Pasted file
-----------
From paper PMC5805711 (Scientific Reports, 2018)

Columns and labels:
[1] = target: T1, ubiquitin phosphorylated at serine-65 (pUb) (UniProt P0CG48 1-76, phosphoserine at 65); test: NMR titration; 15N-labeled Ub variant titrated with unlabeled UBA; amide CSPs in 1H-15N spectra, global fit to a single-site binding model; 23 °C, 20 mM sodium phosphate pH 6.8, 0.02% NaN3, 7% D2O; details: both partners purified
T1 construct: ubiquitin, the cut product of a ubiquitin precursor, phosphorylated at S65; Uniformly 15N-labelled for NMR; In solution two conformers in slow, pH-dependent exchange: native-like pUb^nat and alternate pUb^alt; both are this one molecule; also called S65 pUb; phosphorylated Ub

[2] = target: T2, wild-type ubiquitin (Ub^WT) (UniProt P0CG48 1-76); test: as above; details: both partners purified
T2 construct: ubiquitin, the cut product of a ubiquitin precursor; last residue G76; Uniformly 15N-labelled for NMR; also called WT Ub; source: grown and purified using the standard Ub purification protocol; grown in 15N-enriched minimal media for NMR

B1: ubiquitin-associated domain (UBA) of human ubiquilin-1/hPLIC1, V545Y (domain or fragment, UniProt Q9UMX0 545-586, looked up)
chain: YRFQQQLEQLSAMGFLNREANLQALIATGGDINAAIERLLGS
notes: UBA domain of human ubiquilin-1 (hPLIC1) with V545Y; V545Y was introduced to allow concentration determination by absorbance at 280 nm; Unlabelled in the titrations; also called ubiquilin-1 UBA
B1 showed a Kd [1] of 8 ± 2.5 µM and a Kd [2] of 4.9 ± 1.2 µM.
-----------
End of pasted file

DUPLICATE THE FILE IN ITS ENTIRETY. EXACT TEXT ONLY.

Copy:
From paper PMC5805711 (Scientific Reports, 2018)

Columns and labels:
[1] = target: T1, ubiquitin phosphorylated at serine-65 (pUb) (UniProt P0CG48 1-76, phosphoserine at 65); test: NMR titration; 15N-labeled Ub variant titrated with unlabeled UBA; amide CSPs in 1H-15N spectra, global fit to a single-site binding model; 23 °C, 20 mM sodium phosphate pH 6.8, 0.02% NaN3, 7% D2O; details: both partners purified
T1 construct: ubiquitin, the cut product of a ubiquitin precursor, phosphorylated at S65; Uniformly 15N-labelled for NMR; In solution two conformers in slow, pH-dependent exchange: native-like pUb^nat and alternate pUb^alt; both are this one molecule; also called S65 pUb; phosphorylated Ub

[2] = target: T2, wild-type ubiquitin (Ub^WT) (UniProt P0CG48 1-76); test: as above; details: both partners purified
T2 construct: ubiquitin, the cut product of a ubiquitin precursor; last residue G76; Uniformly 15N-labelled for NMR; also called WT Ub; source: grown and purified using the standard Ub purification protocol; grown in 15N-enriched minimal media for NMR

B1: ubiquitin-associated domain (UBA) of human ubiquilin-1/hPLIC1, V545Y (domain or fragment, UniProt Q9UMX0 545-586, looked up)
chain: YRFQQQLEQLSAMGFLNREANLQALIATGGDINAAIERLLGS
notes: UBA domain of human ubiquilin-1 (hPLIC1) with V545Y; V545Y was introduced to allow concentration determination by absorbance at 280 nm; Unlabelled in the titrations; also called ubiquilin-1 UBA
B1 showed a Kd [1] of 8 ± 2.5 µM and a Kd [2] of 4.9 ± 1.2 µM.